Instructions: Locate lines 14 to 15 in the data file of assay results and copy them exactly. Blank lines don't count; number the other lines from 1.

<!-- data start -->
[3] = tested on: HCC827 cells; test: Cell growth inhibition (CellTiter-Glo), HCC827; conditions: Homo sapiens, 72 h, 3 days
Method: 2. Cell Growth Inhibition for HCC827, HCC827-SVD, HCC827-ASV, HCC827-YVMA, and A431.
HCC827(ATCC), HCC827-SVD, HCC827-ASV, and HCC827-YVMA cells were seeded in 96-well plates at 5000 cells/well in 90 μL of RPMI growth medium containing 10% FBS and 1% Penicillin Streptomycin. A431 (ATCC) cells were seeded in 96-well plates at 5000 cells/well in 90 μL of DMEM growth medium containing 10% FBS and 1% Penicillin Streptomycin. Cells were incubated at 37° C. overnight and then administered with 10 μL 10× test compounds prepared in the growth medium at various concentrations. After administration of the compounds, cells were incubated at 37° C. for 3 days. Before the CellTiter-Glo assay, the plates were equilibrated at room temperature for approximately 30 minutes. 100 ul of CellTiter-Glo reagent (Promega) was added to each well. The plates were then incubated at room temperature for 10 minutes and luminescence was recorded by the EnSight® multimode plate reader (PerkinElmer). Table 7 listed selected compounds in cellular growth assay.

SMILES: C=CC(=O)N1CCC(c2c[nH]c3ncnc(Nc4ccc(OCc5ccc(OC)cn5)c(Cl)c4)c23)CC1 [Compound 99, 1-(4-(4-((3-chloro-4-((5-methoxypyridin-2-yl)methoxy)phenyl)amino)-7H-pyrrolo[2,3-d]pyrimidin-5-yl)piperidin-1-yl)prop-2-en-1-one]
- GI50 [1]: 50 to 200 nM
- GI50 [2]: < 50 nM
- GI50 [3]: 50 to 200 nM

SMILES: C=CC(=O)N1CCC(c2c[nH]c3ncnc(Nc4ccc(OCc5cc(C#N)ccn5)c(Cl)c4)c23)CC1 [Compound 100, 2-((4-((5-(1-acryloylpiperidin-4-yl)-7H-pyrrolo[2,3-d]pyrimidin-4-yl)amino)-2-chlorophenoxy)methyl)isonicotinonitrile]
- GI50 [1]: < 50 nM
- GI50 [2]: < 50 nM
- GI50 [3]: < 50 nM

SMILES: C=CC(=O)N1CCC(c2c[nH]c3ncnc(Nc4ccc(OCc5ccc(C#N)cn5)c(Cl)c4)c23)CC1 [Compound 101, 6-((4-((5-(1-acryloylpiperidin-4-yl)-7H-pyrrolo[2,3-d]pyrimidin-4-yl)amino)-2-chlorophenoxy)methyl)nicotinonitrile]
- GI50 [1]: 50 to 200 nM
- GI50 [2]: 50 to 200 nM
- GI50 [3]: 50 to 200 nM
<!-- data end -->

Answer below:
- GI50 [2]: 50 to 200 nM
- GI50 [3]: 50 to 200 nM